Will Africa become Russian oligarchs’ new safe haven?

April 26th, 2022

During the last decade, Russia has expanded its interests and presence in Africa by investing in the mining sector and increasing military support to fragile states, primarily through private military contractors and mercenaries.One of Africa’s most prominent private military groups is the Wagner Group, believed to be financed by one of Russian President Vladimir Putin’s closest allies, Yevgeny Prigozhin, who is currently facing sanctions. This group is active in several fragile states, including Libya, Mali, the Central African Republic (CAR) and Sudan.

As the war in Ukraine rages on, several countries have targeted Russian elites through sanctions, freezing and seizing their assets. Africa faces two possible scenarios that could occur as a result of the tightening of these regulations.

As the sanctions continue, Russian-backed operations in Africa could find it hard to continue being funded, leading to a scaling down of Russian operations on the continent. This could in turn result in a subsequent reduction in the illicit flow of resources from the continent as Russia’s arms and military contractor support have been linked to illegal trade in minerals such as gold and diamonds. Both rebels and governments in these countries have been known to rely on this trade to finance their operations and arms purchases. Despite this, it still remains unclear how these mining operations are financed, who are the leading Russian players behind these operations, and where the funds derived from these sales end up. In any case, the exposure and subsequent sanctioning of oligarchs’ assets and wealth could play an essential role in shining a light on some of the cryptic players with a hand in the mining operations of these countries.

Since the Covid-19 crisis, African countries have modified their borrowing trends and are increasingly borrowing from private sector entities. Civil society organisations have long expressed discomfort about who these private sector players are and where the source of the funds they are lending across Africa can be found. So greater transparency in the global North, including by the targeting of Russian oligarchs and their wealth could improve the understanding of whether private lenders in Africa have any connections to Russian wealth or other shady money.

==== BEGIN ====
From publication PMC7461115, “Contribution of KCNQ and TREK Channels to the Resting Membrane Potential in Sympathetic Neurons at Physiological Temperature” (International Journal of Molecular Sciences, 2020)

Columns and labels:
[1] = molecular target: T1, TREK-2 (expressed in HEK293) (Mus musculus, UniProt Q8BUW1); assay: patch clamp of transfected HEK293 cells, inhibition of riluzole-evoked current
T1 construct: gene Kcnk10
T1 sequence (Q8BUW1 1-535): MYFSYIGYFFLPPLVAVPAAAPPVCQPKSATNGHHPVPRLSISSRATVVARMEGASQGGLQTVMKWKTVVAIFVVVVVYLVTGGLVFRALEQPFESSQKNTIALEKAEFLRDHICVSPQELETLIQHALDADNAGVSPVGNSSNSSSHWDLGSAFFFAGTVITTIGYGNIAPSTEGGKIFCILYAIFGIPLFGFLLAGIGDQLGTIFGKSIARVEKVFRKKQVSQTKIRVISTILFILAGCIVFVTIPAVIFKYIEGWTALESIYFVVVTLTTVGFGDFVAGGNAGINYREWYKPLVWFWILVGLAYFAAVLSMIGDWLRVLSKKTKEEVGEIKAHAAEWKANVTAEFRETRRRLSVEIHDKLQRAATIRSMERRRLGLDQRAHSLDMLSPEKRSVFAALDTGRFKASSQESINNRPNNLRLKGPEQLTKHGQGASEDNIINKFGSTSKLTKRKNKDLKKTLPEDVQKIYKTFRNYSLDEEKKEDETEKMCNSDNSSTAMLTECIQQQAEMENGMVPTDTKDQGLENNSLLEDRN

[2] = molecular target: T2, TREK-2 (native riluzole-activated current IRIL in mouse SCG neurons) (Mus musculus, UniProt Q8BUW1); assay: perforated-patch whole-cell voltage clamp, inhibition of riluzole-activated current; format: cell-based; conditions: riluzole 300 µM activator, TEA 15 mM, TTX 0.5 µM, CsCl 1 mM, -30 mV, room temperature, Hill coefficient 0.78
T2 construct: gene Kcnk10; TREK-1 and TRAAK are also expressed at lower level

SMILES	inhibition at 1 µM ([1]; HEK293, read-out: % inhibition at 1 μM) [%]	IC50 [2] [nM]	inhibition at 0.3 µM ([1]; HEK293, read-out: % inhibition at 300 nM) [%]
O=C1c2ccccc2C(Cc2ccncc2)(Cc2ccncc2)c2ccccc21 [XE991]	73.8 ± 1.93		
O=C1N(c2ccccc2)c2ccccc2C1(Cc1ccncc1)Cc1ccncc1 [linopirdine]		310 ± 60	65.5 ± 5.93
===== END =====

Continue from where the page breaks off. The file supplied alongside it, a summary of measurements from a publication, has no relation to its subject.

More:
Alternatively, however, Russian entities that are blacklisted and sanctioned in other parts of the world could use their operations in Africa to move, launder or continue hiding their funds, potentially leading to an increased Russian footprint across the continent. As such they would continue operating and find refuge in African nations, thereby avoiding sanctions. With limited options for moving money and Russian oligarchs locked out of the international financial system, the next economic battleground could be resource-rich African countries that may offer a lifeline to the oligarchs away from the tightening restrictions in the global North.

Of the two scenarios, unless African governments tighten their controls, the second option may become a reality. At present, with the UAE yet to impose sanctions on Russia or condemn its invasion of Ukraine, Dubai has becoming the main haven for Russian money. As more countries impose sanctions and Russian oligarchs run out of places to hide their money, however, Africa could become the next option. To prevent this from happening, African countries urgently need to increase financial transparency in the continent. Given that some leaders carry strong ties to Russia, however, the role of civil society organisations in leading in this effort cannot be understated. Indeed, civil society organisations, including Tax Justice Network Africa and the Financial Transparency Coalition, have long called on African governments to set up public beneficial ownership registries to expose corrupt actors’ assets and financial interests. Doing so at this juncture could mitigate the more immediate threat of potential increased Russian presence on the continent and, more broadly, strengthen African countries’ financial systems against other corrupt actors. As the international financial architecture evolves to tackle dirty money quickly, it is imperative that Africa leads these reforms.

Written by Francis Kairu

Tax Justice Network Africa

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